The age-old debate about what constitutes just punishment has become deadlocked. Retributivists continue to privilege desert over all else, and consequentialists continue to privilege punishment's expected positive consequences, such as deterrence or rehabilitation, over all else. In this important intervention into the debate, Leo Zaibert argues that despite some obvious differences, these traditional positions are structurally very similar, and that the deadlock between them stems from the fact they both oversimplify the problem of punishment. Proponents of these positions pay insufficient attention to the conflicts of values that punishment, even when justified, generates. Mobilizing recent developments in moral philosophy, Zaibert offers a properly pluralistic justification of punishment that is necessarily more complex than its traditional counterparts. An understanding of this complexity should promote a more cautious approach to inflicting punishment on individual wrongdoers and to developing punitive policies and institutions.
Why people are not as gullible as we think Not Born Yesterday explains how we decide who we can trust and what we should believe-and argues that we're pretty good at making these decisions. In this lively and provocative book, Hugo Mercier demonstrates how virtually all attempts at mass persuasion-whether by religious leaders, politicians, or advertisers-fail miserably. Drawing on recent findings from political science and other fields ranging from history to anthropology, Mercier shows that the narrative of widespread gullibility, in which a credulous public is easily misled by demagogues and charlatans, is simply wrong. Why is mass persuasion so difficult? Mercier uses the latest findings from experimental psychology to show how each of us is endowed with sophisticated cognitive mechanisms of open vigilance. Computing a variety of cues, these mechanisms enable us to be on guard against harmful beliefs, while being open enough to change our minds when presented with the right evidence. Even failures-when we accept false confessions, spread wild rumors, or fall for quack medicine-are better explained as bugs in otherwise well-functioning cognitive mechanisms than as symptoms of general gullibility. Not Born Yesterday shows how we filter the flow of information that surrounds us, argues that we do it well, and explains how we can do it better still.
Christian Democracy, which may briefly be defined as organised political action by Catholic democrats, has been a major political force in Western Europe since the Second World War, not least in France. The aim of this book, first published in 1973, is to trace the Development of Christian Democracy in France from its origins in the 1830s to the present day, discussing its theories and its importance in French history and politics, with particular (but by no means exclusive) reference to the Fourth Republic (1946-58) when the MRP was one of the key centre parties. Dr Irving provides a thorough analysis of MRP, its economic, foreign and colonial policies, and gives reasons for the relative decline of French Christian Democracy in the 1960s. This French movement has been little understood in Britain and a throrough history has been badly needed. This study will be valuable to all those who, in the context of a United Europe, wish to understand the political forces at work at its conception. It will be valuable especially to students of modern history and politics.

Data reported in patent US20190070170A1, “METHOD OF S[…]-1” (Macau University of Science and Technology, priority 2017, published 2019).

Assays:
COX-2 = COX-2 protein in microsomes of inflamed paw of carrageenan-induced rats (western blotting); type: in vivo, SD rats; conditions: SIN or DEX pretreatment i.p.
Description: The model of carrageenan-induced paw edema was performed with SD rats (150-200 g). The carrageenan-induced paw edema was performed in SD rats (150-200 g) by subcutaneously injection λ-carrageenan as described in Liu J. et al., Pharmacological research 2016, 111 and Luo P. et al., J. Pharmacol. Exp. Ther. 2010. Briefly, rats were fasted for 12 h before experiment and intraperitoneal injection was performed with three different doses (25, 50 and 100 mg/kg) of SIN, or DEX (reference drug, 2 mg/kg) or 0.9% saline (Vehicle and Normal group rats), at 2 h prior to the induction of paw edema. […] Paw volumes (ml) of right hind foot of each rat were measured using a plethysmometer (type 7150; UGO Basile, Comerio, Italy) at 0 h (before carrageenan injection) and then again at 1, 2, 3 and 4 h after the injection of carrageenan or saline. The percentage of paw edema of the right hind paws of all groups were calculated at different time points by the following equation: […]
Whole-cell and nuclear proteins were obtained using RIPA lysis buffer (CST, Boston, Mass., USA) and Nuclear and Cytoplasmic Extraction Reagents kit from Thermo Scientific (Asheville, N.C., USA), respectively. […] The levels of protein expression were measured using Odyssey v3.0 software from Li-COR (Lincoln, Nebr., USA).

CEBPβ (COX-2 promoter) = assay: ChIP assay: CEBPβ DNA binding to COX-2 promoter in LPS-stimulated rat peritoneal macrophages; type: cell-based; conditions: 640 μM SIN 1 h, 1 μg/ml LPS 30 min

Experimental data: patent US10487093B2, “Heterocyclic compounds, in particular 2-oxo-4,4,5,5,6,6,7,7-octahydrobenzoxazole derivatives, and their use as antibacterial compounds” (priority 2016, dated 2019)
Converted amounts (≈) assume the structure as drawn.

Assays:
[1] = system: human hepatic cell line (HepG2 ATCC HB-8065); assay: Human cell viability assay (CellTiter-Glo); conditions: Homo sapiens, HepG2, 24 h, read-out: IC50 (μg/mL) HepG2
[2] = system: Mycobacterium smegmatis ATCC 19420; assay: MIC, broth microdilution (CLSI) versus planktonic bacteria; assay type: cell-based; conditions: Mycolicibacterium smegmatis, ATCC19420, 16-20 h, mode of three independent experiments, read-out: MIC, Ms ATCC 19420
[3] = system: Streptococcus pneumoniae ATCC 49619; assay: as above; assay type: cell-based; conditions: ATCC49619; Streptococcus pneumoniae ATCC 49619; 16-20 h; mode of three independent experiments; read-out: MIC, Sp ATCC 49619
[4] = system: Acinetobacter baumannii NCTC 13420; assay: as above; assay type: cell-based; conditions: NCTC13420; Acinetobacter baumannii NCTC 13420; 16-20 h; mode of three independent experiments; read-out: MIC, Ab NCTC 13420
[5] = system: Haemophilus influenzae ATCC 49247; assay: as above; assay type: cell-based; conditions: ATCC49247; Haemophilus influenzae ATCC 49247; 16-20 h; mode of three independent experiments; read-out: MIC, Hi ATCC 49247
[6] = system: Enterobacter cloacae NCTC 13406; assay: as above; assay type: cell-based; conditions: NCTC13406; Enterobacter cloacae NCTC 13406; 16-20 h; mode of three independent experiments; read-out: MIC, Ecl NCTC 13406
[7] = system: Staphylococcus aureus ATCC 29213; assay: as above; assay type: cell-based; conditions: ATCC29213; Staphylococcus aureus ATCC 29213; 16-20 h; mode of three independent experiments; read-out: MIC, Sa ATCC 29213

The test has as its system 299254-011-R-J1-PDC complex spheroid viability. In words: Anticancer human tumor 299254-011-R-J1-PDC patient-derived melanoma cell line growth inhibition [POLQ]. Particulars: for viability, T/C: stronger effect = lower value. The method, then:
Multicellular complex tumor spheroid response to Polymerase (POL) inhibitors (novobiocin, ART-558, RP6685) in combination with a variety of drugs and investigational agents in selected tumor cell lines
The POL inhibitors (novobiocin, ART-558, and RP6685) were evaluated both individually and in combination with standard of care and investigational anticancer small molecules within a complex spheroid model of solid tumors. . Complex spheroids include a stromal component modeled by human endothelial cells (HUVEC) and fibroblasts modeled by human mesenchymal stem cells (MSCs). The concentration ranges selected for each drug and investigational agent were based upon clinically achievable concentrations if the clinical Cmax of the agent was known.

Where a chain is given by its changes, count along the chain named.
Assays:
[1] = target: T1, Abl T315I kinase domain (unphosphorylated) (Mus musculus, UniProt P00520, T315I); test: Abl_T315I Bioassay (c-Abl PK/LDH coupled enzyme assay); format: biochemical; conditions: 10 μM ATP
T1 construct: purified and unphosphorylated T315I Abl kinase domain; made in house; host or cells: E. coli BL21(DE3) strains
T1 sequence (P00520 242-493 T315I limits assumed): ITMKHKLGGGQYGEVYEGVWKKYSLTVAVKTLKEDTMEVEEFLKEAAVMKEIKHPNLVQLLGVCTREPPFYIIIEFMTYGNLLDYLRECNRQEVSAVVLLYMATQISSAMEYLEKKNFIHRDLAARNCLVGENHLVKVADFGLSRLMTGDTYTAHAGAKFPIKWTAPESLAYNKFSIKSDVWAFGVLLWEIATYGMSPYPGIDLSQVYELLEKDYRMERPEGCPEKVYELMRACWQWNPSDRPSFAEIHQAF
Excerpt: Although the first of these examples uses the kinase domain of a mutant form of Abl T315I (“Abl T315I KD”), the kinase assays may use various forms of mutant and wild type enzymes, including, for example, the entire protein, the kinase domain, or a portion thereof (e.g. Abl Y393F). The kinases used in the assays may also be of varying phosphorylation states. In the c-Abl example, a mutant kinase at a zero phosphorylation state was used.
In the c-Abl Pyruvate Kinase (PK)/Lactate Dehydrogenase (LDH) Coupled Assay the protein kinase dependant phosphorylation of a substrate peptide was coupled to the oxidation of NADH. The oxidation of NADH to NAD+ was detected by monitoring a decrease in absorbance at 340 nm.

First published in 1978, this reissue presents a seminal philosophical work by professor Putnam, in which he puts forward a conception of knowledge which makes ethics, practical knowledge and non-mathematic parts of the social sciences just as much parts of 'knowledge' as the sciences themselves. He also rejects the idea that knowledge can be demarcated from non-knowledge by the fact that the former alone adheres to 'the scientific method'.
The first part of the book consists of Professor Putnam's John Locke lectures, delivered at the University of Oxford in 1976, offering a detailed examination of a 'physicalist' theory of reference against a background of the works of Tarski, Carnap, Popper, Hempel and Kant. The analysis then extends to notions of truth, the character of linguistic enquiry and social scientific enquiry in general, interconnecting with the great metaphysical problem of realism, the nature of language and reference, and the character of ourselves.
In this work of historical theology, Rachel Davies considers the relationship between aesthetics and anthropology in Bonaventure's thought, and shows how bodily diminishment can become a sign and source of the self's renewal. Drawing from texts like the Collations on the Six Days, and the Major Life of Francis, Davies reconfigures traditional accounts of the fallen body's rebellion against the soul and emphasizes instead the soul's original abandonment of the body. Her interpretation draws attention to the crucial but undervalued role that Bonaventure assigns to the body in the self's coming-to-be, and shows how contemplation involves the soul's tender recovery of the body it once rejected. Though contemplation makes body-soul integrity possible again, Davies argues that the body never fully recovers from its primordial alienation. Instead, Bonaventure suggests that individuals can experience brokenness and healing at the same time, and that suffering bodies can become paschal spaces, graced and open to beatific wholeness.
This volume explores the construction of an ethics for news media that is global in reach and impact. Essays by international media ethicists provide leading theoretical perspectives on major issues and applies the ideas to specific countries, contexts and problems, addressing such questions as: Are there universal values in journalism? How would a global media ethics do justice to the cultural, political, and economic differences around the world? Can a global ethic based on universal principles allow for diversity of media systems and cultural values? What should be the principles and norms of practice of global media ethics? The result is a rich source of ethical thought and analysis on questions raised by contemporary global media.